Herein lies a tension, readily acknowledged in this volume, that many HE educators may become interested in peer learning initially as a means to respond to immediate problems. Boud et al identify economic and resource constraints, together with increasing use of technology, as largely responsible for bringing these issues into the foreground. Increased student numbers, larger class sizes, and discontinuity and anonymity in the student experience, force educators to be innovative, perhaps bringing peer learning onto the agenda even for those with no previous philosophical interest in learner-centred education.
The challenges involved in using peer learning are set out clearly. The whole of part 1, titled ‘Basic Considerations’ (though some are perhaps basic only to those who are already familiar with the issues), comprises four chapters by the editors that set out issues of the design, application, management and assessment of peer learning. These provide a helpful guide for educators wishing to introduce, or review their use of, peer learning. They emphasise consistently that far from being a ‘quick fix’, peer learning is best thought of as integral to the design and management of a curriculum, and involves change for students and staff alike.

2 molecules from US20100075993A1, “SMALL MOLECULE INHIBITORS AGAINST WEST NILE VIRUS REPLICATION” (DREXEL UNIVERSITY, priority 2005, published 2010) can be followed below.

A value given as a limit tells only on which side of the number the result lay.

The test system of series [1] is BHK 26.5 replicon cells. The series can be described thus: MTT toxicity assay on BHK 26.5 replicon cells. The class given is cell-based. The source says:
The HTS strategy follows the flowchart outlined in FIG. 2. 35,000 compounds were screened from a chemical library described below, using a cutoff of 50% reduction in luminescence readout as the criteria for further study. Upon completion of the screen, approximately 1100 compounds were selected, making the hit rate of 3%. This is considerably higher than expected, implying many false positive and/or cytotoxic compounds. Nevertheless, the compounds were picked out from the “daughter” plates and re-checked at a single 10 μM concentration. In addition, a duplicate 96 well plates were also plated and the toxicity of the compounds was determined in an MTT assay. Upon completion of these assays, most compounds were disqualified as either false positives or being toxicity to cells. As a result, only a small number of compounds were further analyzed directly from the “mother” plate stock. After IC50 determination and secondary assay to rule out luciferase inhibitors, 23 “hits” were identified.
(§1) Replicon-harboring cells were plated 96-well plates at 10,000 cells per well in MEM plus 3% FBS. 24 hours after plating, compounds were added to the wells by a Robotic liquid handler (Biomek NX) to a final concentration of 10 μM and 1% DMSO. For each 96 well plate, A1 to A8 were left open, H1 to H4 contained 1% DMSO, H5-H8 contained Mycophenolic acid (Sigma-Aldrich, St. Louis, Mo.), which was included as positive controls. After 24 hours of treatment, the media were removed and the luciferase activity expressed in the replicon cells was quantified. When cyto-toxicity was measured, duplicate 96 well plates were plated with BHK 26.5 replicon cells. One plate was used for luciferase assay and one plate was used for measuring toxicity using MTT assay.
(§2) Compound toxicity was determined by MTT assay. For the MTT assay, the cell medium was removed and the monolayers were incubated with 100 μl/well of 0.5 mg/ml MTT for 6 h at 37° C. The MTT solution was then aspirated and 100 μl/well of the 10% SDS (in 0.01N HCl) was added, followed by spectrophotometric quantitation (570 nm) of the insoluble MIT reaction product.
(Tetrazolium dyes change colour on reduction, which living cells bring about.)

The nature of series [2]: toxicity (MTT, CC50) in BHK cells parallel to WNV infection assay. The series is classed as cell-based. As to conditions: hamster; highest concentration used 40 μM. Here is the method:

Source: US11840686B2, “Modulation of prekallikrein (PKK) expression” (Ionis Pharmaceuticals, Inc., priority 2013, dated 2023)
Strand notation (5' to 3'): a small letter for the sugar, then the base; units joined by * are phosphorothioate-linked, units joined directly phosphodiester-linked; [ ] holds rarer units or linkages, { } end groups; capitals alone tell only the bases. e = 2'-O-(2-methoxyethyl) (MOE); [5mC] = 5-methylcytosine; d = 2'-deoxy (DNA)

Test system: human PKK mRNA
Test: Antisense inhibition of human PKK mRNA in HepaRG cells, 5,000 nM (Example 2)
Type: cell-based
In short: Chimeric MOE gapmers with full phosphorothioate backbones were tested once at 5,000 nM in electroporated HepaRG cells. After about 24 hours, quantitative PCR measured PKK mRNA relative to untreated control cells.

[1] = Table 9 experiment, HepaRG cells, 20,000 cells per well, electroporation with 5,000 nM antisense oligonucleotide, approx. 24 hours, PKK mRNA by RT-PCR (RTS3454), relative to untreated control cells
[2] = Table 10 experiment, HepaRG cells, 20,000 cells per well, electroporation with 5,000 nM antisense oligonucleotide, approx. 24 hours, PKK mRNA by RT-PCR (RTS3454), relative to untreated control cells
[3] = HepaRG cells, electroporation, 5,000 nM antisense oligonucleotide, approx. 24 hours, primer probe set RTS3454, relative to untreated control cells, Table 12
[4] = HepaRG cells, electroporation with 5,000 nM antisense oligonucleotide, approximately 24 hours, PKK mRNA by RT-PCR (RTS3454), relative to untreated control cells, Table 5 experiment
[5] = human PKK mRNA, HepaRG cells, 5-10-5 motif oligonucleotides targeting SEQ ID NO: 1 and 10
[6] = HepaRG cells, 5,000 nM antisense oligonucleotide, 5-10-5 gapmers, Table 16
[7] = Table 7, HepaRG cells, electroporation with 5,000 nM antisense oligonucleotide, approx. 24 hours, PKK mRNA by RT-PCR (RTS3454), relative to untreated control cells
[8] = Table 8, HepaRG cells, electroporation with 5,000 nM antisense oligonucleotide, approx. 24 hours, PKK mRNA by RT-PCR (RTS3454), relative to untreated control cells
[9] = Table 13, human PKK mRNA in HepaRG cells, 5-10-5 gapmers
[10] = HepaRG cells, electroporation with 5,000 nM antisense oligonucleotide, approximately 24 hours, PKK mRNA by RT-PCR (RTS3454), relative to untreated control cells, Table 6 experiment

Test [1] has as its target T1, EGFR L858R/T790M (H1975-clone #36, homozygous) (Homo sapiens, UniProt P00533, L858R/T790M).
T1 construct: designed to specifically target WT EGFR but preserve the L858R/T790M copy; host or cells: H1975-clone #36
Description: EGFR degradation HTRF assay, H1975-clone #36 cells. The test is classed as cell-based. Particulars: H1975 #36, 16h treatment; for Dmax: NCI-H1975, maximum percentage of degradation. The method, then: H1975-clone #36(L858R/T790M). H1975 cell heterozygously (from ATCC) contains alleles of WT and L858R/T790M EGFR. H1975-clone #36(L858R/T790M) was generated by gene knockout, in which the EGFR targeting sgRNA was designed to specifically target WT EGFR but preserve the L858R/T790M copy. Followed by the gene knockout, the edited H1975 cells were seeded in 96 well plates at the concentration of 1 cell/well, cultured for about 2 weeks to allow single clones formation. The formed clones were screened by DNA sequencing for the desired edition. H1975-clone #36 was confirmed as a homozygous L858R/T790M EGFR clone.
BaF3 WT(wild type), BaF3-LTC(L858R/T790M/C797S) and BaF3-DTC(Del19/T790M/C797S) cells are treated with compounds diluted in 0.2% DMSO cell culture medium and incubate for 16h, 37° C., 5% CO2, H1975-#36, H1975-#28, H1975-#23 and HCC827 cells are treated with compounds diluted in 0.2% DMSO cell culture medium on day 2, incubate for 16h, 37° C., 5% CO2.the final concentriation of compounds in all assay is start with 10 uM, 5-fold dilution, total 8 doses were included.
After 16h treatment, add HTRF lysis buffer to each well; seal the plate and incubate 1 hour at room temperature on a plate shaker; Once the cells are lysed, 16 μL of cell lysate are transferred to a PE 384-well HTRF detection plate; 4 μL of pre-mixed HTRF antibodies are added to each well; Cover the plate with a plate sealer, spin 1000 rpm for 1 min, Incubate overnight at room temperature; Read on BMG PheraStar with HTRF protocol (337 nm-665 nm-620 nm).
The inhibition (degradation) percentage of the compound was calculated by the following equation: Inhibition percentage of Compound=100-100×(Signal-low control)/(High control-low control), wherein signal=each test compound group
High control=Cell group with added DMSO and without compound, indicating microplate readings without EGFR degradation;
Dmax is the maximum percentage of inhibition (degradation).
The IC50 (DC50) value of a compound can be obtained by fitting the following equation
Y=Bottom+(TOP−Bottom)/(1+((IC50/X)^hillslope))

Part 2 consists of six chapters of case studies by other colleagues at UTS. Gordon and Connor illustrate nicely, from a postgraduate application in Management, that peer learning can generate worthwhile but problematic issues of power, diversity and intercultural learning.
Wilson’s example from a Design course for first year undergraduates is richly illustrated with the student voice. It highlights well the issue of whether to allow students to select their own peer groups, and involves an interesting use of peer assessment (which might have been worth exploring in more detail).
Cooper, in chapter 7, describes a fascinating use of group journals as a peer learning and assessment vehicle. This would be illustrated more effectively by including examples. As in Lederer and Raban’s chapter that follows, issues of equity and diversity within peer groups are again prominent.